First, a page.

Don't take this as suggesting that the Scoop is somehow flawed; it's not. This is just a clever way to tweak its results a little. The Scoop, and this hack, are both worth your consideration.

TextExpander: Links to Amazon with affiliate code

Brett Kelly recently posted his TextExpander snippet for creating links to Amazon products and automatically including an affiliate code. It's an impressive bit of hoop-jumping and is quite handy.

I take a completely different approach that works for me, although you might still prefer Brett's.

In my version, you define a expansion like this:

Define your trigger as you like, I use "pamazon".

To use this, go to a product's Amazon page and copy the product's ISBN (if it's a book) or the ASIN (if it's not a book) to your clipboard. The numbers are found in the "Product Details" section of all Amazon listings.

Type your trigger, and instantly, TextExpander spits out the full-formed URL to the product, complete with your affiliate code.

If you'd prefer a more verbose write-up of this tip, here's an older description of how to set it up. Also, you might be interested in: A tip for using Plain Clip with TextExpander.

The city that works

Residents of Chicago, like those of any big city I'm sure, love to gripe the quality of services. It's practically an American pastime. But this is not one of those occasions. It's a story that, in fact, is almost unbelievable in its efficiency and timeliness.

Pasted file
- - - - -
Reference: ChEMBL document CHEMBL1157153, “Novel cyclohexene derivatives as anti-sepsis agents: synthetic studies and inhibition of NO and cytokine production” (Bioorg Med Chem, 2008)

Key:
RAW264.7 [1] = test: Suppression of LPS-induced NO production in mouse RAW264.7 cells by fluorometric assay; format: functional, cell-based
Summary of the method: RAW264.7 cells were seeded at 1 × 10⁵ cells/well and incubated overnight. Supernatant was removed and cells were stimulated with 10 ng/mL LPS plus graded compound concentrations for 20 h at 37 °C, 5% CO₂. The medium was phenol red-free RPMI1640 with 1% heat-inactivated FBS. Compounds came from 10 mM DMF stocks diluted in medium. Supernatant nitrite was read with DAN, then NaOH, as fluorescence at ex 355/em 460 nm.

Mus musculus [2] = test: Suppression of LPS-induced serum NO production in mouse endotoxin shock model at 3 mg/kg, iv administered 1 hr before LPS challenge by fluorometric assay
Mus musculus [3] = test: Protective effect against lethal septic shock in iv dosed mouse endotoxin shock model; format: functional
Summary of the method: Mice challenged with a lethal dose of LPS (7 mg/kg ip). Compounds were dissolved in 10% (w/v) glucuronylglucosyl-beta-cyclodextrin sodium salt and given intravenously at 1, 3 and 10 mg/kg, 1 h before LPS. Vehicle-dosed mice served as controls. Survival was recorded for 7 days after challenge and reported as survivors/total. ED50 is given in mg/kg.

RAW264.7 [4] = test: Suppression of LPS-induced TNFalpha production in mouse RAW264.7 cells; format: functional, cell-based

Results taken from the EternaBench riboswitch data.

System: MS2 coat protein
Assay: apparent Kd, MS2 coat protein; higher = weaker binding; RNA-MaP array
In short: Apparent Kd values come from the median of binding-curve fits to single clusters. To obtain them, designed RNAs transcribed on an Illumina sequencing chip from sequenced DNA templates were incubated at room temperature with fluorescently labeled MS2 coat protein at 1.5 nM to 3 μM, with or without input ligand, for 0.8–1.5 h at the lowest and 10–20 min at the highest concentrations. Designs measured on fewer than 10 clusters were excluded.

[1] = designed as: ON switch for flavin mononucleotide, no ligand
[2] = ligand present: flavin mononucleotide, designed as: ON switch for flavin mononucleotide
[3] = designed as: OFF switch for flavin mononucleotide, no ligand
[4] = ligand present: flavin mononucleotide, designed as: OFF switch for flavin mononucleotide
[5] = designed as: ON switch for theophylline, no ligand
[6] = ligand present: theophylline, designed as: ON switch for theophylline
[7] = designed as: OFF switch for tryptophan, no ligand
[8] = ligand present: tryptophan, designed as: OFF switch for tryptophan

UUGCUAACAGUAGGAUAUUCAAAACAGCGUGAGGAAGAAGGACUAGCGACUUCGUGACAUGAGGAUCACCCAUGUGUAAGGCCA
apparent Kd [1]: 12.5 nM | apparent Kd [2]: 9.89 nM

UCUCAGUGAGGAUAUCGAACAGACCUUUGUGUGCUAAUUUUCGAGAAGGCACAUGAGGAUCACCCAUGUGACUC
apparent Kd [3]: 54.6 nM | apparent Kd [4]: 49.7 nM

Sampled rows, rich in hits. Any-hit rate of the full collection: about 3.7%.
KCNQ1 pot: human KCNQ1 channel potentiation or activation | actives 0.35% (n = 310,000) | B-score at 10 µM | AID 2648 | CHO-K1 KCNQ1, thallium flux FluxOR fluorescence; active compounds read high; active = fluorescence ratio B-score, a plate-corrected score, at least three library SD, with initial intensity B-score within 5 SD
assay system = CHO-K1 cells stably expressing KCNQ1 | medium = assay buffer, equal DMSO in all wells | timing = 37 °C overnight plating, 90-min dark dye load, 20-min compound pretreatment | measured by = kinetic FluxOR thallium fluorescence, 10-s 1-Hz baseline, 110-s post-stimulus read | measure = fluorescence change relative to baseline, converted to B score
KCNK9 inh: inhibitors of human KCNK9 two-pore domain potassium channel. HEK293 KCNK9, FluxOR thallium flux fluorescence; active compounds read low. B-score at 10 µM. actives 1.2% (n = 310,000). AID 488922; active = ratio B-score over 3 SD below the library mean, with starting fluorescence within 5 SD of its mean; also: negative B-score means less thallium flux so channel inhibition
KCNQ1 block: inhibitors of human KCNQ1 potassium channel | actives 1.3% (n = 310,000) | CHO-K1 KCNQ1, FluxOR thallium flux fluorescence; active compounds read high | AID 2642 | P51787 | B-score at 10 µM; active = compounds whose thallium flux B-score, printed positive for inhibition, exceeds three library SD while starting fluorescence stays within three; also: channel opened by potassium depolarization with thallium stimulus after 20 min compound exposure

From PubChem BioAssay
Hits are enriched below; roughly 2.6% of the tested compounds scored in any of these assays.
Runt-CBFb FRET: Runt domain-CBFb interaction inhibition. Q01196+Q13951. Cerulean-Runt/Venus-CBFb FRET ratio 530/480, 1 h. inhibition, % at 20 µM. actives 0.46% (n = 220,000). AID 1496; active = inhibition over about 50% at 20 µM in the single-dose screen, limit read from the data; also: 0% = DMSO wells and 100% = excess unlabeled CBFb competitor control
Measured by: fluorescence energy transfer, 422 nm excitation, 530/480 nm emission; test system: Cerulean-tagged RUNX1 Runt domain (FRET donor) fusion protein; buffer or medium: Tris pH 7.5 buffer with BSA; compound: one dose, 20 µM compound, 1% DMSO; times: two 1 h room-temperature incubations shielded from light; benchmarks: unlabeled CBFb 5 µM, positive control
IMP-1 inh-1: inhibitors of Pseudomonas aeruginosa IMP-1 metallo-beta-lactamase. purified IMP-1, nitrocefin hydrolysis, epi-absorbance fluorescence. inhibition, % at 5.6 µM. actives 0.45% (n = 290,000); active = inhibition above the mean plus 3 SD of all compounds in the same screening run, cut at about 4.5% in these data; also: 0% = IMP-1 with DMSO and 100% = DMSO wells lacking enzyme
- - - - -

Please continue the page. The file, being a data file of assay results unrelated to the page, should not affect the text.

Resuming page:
On Saturday, a light pole on my street came crashing down. It wasn't hit by a car or anything like that. It just, well, it just fell over. This happened just a few minutes before 5:00PM. (Later examination revealed severe rust along the concrete fittings.) Surprisingly, it fell in such a way that nobody was hurt nor any property damaged. (Good News #1) But it sure made a heck of a racket.

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I immediately picked up the phone to report the problem. While I did this, two of my neighbors teamed up to drag the pole out of the road. Once that was done, one got a broom and began sweeping up the debris. (Good News #2)

The city dispatcher I spoke with sent the police, who arrived in just 10 minutes or so (Good News #3) and spent several minutes at the scene, most of which were on the phone or radio.